This method has several benefits: it reduces interruptions to work, reengages employee, restores confidence in management, but also saves time for the manager, who spends less time monitoring what everyone else is doing.
Also read: [Expert opinion] Bertrand Duperrin: Toward a Hybrid Work Model
Leading by example
Understand that a good manager is a manager who leads by example. For example, if you telecommute a few days a week, you’re telling employees that they don’t need to be at the office every day to be productive. Moreover, if you want to promote the right to disconnect, try not to solicit employees outside of their working hours.
To discover more management best practices, we invite you to watch the replay of our webinar on “How to manage hybrid teams?“.
[Testimony] Managing hybrid teams at Relaytion
At Relaytion, an international group specialized in customer relations, managers manage and monitor the work of their teams using the Talkspirit collaborative platform. Deployed in just three weeks among 500 employees, the tool facilitates the dissemination of information between the group’s different sites, simplifies the daily management of teams (both remotely and face-to-face) and allows managers to coach their teams easily.
When employees have a question, they can ask it directly on the chat to get an answer, whether their manager is physically present or not. For Adeline Larrieu, Operational Manager, “it is often much more efficient and faster than sending an e-mail“. The platform also facilitates exchanges between managers: videoconferencing, in particular, allows them to share information and make group decisions.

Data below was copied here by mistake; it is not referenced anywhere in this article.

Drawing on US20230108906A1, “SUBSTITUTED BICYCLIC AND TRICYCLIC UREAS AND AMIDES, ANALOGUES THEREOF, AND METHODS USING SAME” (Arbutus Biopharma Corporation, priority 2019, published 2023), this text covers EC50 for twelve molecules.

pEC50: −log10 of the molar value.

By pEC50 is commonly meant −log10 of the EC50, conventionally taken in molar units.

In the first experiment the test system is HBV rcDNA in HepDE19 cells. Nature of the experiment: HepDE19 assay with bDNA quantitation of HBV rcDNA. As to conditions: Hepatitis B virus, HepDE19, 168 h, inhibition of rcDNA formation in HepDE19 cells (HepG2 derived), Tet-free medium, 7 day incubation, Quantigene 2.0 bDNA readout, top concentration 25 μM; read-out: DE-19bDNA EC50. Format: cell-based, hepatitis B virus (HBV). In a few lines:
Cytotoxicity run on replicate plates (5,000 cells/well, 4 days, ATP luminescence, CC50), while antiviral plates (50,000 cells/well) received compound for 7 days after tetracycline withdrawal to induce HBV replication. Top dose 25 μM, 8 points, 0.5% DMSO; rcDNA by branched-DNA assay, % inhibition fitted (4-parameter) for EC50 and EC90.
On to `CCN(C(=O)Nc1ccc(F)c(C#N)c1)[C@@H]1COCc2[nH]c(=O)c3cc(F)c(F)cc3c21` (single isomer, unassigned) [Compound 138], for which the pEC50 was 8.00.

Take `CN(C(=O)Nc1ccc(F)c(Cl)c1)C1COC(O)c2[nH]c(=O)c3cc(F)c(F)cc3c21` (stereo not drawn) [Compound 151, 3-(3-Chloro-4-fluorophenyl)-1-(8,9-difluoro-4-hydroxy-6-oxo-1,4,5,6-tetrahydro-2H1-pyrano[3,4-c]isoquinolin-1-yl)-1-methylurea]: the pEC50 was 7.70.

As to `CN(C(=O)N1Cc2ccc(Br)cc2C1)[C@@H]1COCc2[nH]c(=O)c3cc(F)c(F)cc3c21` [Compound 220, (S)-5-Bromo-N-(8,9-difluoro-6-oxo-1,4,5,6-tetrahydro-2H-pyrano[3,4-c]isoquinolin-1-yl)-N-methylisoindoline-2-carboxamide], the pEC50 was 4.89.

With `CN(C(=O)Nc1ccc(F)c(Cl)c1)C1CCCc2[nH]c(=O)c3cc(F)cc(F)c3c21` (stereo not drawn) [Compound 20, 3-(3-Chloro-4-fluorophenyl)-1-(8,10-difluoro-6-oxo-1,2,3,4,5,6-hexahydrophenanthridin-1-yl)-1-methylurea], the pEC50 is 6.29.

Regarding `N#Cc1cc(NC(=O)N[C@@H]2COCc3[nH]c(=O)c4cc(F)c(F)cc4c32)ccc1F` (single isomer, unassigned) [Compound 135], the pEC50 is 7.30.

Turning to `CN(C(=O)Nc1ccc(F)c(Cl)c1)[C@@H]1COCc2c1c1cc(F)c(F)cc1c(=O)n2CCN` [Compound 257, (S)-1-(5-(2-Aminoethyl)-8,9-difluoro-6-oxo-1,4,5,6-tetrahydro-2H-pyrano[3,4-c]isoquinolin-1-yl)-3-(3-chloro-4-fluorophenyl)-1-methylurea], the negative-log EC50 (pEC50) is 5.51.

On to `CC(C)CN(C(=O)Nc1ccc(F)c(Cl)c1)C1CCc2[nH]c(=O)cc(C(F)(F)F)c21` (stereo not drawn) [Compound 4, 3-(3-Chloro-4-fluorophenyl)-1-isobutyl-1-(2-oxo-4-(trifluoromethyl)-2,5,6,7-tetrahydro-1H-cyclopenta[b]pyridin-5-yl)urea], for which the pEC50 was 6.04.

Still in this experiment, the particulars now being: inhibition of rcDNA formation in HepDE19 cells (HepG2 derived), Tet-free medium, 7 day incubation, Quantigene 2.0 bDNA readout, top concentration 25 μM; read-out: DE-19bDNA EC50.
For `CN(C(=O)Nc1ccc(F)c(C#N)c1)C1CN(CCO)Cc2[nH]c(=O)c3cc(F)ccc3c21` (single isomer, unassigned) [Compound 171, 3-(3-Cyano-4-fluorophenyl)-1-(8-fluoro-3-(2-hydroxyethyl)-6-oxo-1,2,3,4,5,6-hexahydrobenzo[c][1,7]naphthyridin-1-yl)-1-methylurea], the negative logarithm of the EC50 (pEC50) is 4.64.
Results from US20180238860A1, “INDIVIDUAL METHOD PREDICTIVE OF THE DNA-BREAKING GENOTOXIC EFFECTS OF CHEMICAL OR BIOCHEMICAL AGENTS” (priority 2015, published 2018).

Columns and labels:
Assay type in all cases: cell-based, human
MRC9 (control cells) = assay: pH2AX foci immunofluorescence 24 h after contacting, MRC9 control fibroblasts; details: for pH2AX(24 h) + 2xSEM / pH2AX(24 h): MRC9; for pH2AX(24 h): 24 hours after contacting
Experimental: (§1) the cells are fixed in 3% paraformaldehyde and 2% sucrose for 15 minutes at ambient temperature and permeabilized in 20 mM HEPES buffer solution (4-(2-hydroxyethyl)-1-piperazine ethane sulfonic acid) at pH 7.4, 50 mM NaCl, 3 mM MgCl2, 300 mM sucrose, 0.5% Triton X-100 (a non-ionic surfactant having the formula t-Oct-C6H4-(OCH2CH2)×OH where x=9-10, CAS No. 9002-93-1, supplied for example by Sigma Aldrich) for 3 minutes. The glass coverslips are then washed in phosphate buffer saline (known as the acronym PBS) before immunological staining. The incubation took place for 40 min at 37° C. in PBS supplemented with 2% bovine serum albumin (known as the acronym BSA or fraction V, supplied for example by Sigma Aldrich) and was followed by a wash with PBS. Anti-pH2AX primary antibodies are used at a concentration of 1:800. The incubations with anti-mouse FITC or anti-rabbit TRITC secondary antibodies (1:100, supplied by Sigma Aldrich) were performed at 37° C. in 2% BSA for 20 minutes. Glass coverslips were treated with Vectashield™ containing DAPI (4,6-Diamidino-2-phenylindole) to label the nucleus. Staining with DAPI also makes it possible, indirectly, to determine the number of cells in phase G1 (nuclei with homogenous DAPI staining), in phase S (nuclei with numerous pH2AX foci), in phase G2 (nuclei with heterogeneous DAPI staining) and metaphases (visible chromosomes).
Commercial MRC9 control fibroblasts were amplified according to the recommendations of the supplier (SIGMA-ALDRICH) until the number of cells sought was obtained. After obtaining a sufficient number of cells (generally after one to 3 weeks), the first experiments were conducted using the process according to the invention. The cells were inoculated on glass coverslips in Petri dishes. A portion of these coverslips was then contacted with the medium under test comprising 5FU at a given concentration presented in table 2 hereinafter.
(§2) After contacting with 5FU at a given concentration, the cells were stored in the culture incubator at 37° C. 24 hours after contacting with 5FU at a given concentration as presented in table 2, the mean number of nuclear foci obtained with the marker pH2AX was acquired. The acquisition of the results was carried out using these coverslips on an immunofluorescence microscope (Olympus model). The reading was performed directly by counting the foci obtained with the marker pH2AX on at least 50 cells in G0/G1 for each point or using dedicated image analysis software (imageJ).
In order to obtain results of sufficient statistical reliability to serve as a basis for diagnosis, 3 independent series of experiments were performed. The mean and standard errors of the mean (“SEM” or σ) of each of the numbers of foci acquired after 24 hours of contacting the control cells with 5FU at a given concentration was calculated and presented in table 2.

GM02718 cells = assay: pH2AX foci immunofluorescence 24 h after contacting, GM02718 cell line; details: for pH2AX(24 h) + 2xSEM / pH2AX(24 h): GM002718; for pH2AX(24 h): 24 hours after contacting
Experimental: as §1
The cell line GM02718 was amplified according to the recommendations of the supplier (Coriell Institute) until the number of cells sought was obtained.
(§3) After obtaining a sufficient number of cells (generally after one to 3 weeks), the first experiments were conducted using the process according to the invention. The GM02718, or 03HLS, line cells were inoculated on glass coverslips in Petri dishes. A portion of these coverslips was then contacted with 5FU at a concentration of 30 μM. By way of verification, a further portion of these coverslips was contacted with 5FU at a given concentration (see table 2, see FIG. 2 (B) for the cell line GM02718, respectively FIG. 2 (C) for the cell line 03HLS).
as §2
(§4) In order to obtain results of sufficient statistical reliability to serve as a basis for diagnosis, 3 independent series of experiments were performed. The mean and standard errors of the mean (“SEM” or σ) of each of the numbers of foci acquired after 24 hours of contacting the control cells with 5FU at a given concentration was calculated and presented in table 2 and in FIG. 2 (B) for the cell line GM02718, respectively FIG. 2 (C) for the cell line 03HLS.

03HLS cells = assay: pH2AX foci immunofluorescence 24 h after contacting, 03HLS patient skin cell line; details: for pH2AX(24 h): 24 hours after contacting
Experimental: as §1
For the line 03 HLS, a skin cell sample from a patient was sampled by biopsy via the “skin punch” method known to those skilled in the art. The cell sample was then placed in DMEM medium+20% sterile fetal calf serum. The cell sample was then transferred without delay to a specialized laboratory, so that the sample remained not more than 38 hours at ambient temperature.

In addition to being a collaborative tool, Talkspirit is essential for maintaining cohesion between remote teams. Since its adoption, Adeline Larrieu notes “an increase in chat messages between consultants and managers: we created several groups to stay motivated and strenghthen the bonds between day shift and night shift teams. […] The Talkspirit platform has allowed us to maintain a group dynamics and to bring the team closer together, both face-to-face and remotely.”
Also read: Centralizing exchanges within an international group: the testimonial of Relaytion
Managing in a hybrid work model means strengthening your communication skills, showing empathy and giving more autonomy to your teams. In addition, this new way of working requires employees to adopt tools that facilitate remote team collaboration. With features such as chat, videoconferencing and document sharing, collaborative platforms are therefore ideal for meeting the needs of hybrid teams.
Access White Paper
This article is excerpted from our White Paper “Future of Work: Here Comes Hybrid Work!“, where you will discover: the 8 main challenges of hybrid work; the best practices to follow for managers, HR, internal communication, IT and employees; as well as the tools to implement to facilitate hybrid working.
Author: Emmanuelle Abensur